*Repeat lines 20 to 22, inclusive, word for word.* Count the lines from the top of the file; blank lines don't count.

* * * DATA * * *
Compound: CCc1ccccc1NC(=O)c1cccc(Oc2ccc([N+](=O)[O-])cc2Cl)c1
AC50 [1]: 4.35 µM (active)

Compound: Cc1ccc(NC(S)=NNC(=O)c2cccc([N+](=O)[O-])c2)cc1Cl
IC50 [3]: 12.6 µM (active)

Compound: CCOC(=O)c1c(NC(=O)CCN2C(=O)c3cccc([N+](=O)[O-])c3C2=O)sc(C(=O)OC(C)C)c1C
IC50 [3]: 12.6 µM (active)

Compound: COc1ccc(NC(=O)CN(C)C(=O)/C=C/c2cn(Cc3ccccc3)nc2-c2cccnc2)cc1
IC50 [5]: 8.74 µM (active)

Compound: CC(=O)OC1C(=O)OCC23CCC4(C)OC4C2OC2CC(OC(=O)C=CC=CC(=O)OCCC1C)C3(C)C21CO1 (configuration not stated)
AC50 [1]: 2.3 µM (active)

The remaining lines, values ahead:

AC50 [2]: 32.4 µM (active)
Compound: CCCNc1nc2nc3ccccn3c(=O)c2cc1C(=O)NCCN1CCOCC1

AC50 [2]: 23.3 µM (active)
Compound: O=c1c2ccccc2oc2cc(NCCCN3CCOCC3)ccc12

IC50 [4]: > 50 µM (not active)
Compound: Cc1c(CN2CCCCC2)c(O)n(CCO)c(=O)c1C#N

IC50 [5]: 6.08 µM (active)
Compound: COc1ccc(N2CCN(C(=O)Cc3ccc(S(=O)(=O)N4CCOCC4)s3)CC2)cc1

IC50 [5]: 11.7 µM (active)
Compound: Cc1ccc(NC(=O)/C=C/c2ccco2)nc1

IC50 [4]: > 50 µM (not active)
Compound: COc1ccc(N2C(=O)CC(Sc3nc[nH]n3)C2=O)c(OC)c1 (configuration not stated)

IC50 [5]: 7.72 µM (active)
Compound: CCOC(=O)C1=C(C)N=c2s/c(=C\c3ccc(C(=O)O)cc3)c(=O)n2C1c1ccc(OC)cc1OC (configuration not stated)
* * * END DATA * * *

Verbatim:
IC50 [5]: 11.7 µM (active)
Compound: Cc1ccc(NC(=O)/C=C/c2ccco2)nc1

IC50 [4]: > 50 µM (not active)